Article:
# Lab 7 - LR Circuits

## Introduction

The English physicist Michael Faraday found in 1831 that when the current through a coil changes, the coil produces a changing magnetic field (in addition to the field of the changing current), which induces an electromotive force ("emf") in the coil itself. In 1834, the German physicist Heinrich Lenz refined this further by showing that the induced current driven by this emf will be in the direction that opposes the change in the original current. We call this phenomenon self-induction, and the coils are called inductors. At the time that Faraday announced his discovery, he was asked what possible use such knowledge could be? His reply was: "Of what use is a newborn baby?" As happens with many seemingly arcane discoveries, Faraday's investigations of induction led to several common and useful modern electrical devices. Inductors, like capacitors, affect the time characteristics of an AC (alternating current) circuit and are, therefore, used to tune radio circuits, filter out unwanted noise, etc. The telephone receiver makes use of a type of inductor, as do stereo speaker systems and microphones. In this lab you will examine the effect of an inductor on the current and voltage in a simple circuit.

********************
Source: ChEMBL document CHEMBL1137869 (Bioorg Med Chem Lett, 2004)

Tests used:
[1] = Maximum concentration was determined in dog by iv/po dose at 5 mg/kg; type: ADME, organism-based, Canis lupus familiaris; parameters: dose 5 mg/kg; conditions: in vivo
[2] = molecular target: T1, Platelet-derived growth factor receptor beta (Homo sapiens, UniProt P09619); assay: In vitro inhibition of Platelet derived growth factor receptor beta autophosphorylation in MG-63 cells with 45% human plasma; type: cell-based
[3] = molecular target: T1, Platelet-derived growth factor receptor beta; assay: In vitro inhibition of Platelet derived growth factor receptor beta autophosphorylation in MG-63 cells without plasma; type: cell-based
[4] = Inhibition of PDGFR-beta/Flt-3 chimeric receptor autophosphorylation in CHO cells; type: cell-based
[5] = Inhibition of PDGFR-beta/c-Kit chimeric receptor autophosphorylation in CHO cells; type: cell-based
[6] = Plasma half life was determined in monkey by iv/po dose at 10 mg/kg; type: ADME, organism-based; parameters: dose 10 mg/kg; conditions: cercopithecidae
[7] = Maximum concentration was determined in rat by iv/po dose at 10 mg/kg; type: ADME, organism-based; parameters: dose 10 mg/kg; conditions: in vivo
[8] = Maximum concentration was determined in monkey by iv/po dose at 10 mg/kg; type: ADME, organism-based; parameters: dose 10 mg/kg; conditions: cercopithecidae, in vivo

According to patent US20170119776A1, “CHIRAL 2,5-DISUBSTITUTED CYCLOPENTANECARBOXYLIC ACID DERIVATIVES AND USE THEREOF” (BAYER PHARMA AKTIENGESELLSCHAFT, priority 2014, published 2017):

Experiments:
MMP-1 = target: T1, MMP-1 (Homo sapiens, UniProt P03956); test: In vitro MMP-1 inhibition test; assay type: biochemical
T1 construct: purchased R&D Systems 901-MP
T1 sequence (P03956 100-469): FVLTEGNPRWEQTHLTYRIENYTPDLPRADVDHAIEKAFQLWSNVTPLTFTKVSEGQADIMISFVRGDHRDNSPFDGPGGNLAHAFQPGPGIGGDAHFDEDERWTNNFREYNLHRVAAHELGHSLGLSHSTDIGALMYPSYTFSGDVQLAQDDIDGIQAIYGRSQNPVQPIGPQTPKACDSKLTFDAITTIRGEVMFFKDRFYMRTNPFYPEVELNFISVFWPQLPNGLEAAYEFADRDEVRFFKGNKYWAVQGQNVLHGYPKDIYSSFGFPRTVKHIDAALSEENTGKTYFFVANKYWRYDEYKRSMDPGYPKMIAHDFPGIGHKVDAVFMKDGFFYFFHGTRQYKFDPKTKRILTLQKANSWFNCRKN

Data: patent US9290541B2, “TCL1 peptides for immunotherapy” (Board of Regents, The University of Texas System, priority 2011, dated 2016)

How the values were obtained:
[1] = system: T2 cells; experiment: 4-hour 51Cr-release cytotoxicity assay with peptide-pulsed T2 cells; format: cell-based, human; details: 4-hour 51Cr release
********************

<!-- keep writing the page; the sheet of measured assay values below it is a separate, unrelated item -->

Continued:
## Discussion of Principles

The inductance of a circuit, usually symbolized by L, and measured in henry (H), is the tendency of a circuit to oppose any changes in the current. This opposition to a change in the current shows up as a slowing of the rise or fall of the current in circuits. Inductance is a property of electrical devices. Devices having this property are called inductors. The inductance of a device, like resistance and capacitance, depends on geometrical factors like the size of the device and on the material from which the device is made. It does not depend on the current in the device. Consider a simple circuit consisting of a switch, a resistor R, and a battery. When the switch is closed, the current I in the circuit will increase very quickly to a steady value given by Ohm's Law,
I = ΔV / R
where
ΔV
is the voltage or emf of the battery. Consider the same circuit with the addition of an inductor, as shown in Fig. 1. Figure 1: LR circuit